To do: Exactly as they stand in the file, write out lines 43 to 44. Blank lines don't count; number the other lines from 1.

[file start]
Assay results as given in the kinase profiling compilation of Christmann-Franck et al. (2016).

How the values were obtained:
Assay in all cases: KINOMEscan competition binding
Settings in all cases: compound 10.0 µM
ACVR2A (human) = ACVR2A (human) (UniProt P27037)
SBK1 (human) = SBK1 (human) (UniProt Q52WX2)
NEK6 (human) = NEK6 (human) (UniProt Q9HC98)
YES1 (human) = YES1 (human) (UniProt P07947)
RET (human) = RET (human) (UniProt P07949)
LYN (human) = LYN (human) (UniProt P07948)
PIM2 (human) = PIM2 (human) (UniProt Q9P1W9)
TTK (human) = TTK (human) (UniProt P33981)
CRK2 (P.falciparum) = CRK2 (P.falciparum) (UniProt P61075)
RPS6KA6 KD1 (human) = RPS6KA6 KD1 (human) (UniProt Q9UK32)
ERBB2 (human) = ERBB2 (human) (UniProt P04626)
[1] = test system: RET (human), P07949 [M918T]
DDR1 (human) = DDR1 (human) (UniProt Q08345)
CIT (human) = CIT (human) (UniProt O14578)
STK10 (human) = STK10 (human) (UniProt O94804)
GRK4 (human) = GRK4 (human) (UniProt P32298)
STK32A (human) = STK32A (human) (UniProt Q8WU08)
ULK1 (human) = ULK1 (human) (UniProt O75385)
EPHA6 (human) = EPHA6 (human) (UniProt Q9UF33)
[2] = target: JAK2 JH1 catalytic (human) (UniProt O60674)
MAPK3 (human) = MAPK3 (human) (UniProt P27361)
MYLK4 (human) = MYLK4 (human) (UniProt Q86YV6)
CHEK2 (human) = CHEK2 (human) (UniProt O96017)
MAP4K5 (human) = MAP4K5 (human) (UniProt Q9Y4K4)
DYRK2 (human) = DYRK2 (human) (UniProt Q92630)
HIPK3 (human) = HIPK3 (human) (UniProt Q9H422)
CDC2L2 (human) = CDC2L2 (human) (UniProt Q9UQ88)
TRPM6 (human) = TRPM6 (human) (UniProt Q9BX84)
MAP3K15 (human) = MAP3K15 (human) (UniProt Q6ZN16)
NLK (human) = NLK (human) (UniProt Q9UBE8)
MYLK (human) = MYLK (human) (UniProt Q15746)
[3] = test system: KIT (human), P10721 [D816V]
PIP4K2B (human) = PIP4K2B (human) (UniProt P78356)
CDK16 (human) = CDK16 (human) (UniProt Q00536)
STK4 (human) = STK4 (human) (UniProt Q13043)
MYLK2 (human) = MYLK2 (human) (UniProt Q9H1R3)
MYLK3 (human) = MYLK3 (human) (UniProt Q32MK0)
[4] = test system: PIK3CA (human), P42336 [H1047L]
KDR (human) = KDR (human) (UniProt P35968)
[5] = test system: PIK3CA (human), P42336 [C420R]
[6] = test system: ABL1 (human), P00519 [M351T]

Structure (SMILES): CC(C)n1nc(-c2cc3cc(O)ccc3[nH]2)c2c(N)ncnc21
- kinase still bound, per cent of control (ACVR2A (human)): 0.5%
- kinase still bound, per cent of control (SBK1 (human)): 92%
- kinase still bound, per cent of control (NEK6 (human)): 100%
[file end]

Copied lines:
KDR (human) = KDR (human) (UniProt P35968)
[5] = test system: PIK3CA (human), P42336 [C420R]